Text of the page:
2017 Lexus RX 450h
Mostly my test drives are a couple hundred miles around Southeast Wisconsin over the course of a week, but this week was a rare exception when I drove the Lexus RX 450h to Omaha and back, more than 1,100 miles.
As many a high-end suburban household has discovered, before me, the RX is a perfect prescription for an enjoyable highway drive. And the 450h, the hybrid model, adds fine fuel economy to its other attributes of style, comfort, ride and room.
The RX, which some claim started the crossover fad, is stylish with a grille that no amount of overstatement can describe beyond large and aggressiveness. It’s distinctive, and not many vehicles can make that claim.
Overall the RX looks chiseled and modern and with its C-pillar blacked out at its base the Lexus’s roof appears to float. Pretty cool for a crossover!
But loaded down with boxes and luggage and two passengers the RX proved it can haul and do it comfortably. We folded down the rear seats, triggered the power hatch and piled in suitcases, overstuffed boxes and photo equipment. The RX swallowed it all and we could even see out the back window, mostly.
Ride is luxurious and smooth. Highway driving (and there was plenty) was a breeze and we barely felt a jiggle or bump inside the Lexus. As with many luxury vehicles there are several ride modes here, Eco, Normal and Sport. Normal was fine and provided moderate steering feedback and good acceleration from the 3.5-liter V6 combined with an electric hybrid system to create 308 horsepower.
Switch to Sport mode and the steering firms a bit (not needed on the highway really) and the electronic continuously variable transmission delivers more torque during acceleration to help the RX climb swiftly and smoothly to highway speeds. You’ll never be put off by engine noise though as the interior remains hush quiet even under aggressive acceleration.
Naturally acceleration is more moderate in Normal and Eco modes. The ECVT shifts smoothly, but doesn’t give the RX a lot of torque in those modes. If you upgrade to the F Sport model there’s a Sport+ drive mode that further increases acceleration beyond Sport mode.
For the record, a base RX 350 with front drive and an 8-speed automatic features a 3.5-liter V6 that creates 295 horsepower, that’s up from the 2015 model’s 270 horses. Both that and the hybrid models drink regular 87 octane unleaded.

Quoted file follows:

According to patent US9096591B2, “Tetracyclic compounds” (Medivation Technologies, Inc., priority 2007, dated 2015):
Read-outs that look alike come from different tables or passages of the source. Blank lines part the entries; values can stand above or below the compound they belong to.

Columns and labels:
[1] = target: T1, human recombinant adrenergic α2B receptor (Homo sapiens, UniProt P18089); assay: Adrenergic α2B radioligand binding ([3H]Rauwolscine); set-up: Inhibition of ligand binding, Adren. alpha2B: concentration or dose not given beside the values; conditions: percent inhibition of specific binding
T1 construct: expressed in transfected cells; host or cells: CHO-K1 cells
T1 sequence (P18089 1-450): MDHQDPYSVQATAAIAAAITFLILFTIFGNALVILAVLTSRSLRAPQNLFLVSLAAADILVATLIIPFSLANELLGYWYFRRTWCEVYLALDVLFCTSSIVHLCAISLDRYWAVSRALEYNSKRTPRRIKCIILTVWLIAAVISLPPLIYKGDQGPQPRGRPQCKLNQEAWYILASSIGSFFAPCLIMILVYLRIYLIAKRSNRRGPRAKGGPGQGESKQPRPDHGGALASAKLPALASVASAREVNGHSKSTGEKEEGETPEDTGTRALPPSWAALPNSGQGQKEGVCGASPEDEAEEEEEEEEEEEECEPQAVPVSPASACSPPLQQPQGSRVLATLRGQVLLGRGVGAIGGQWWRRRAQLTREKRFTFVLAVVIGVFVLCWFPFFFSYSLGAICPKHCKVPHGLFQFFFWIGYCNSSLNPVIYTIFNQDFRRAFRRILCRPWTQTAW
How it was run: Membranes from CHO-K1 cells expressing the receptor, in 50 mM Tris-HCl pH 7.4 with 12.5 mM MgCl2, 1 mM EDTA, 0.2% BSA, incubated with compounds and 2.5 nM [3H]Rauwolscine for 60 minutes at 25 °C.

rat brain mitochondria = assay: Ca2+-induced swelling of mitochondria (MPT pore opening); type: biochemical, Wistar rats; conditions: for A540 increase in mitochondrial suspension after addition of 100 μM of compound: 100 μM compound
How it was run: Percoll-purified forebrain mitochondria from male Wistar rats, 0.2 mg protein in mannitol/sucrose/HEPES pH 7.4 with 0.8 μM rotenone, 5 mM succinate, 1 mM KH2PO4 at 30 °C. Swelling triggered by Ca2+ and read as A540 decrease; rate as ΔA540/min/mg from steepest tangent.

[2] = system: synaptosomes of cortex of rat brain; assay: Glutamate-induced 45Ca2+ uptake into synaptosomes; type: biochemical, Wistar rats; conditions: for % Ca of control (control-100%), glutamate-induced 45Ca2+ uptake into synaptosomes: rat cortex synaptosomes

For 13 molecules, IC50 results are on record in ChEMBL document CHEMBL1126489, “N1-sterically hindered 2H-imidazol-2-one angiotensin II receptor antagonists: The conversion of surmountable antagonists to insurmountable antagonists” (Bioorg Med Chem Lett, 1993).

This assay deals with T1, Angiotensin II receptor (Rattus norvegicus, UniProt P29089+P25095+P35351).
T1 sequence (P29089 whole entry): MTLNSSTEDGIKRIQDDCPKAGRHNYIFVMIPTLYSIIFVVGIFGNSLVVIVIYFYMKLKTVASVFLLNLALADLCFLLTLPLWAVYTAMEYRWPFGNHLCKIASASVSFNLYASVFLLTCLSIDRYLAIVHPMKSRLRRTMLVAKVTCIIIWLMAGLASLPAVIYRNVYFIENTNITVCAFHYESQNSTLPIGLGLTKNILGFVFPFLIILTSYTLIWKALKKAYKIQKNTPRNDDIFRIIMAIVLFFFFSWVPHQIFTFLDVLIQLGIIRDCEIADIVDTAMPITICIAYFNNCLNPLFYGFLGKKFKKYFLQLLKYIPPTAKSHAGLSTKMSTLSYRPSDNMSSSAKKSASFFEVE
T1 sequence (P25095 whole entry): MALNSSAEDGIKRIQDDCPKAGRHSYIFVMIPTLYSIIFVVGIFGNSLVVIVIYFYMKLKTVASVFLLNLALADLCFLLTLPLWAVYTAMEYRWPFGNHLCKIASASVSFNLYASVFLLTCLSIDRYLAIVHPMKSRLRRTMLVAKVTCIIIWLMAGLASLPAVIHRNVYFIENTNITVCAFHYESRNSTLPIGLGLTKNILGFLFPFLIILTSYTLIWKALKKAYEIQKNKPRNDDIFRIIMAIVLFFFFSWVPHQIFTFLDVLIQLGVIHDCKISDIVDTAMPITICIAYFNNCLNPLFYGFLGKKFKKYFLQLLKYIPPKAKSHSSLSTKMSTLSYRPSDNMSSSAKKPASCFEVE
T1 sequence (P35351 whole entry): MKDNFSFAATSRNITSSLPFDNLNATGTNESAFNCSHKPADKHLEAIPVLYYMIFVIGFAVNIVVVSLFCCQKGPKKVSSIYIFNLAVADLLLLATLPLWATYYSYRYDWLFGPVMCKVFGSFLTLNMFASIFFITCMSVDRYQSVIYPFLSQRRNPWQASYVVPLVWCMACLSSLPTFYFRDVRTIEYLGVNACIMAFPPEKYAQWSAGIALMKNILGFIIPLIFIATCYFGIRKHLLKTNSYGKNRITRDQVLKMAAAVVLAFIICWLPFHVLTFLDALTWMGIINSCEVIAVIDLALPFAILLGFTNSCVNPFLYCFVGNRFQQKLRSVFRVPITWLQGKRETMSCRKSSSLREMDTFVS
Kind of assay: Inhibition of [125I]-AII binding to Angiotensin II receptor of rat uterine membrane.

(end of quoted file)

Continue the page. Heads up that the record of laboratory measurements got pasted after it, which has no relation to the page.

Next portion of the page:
Your gas costs are modest in the RX hybrid compared with most other crossovers of this size (192.5 inches long on a 109.8-inch wheelbase). The hybrid is rated at 31 mpg city and 28 mpg highway. I got between 27.4 and 28.7 mpg in my drive, which averaged about 90% freeway driving. For the record, the gas-powered V6 models start at 19 mpg city and 26 mpg highway with AWD, like I was driving.
Note too that the braking here was stellar, plus there’s an automatic sensor system to help the driver brake when an emergency is anticipated. Plus, this has all-wheel-drive, which is helpful many months of the year in Wisconsin.
Inside the silver test vehicle featured a black leather interior with gray stitching. Lexus creates well-formed seats to hold five adults and the front are sporty buckets that give plenty of side and hip support. There’s a power lumbar for the driver and three seat memory buttons on the door. Rear seats will split and fold, plus they will slide forward if your rear-seat passengers are short and/or you need more cargo room.
The RX 450h delivers a whisper quiet ride and interior along with fine perforated leather seats and leather door trim. This one also had wood trim on the doors and the console with pewter-look trim around gauges and air ducts. The shift lever has been relocated too, now on the console whereas in earlier years it was part of the center stack protruding from the dash. The console mount is much better and allows Lexus to create a more easily read dash.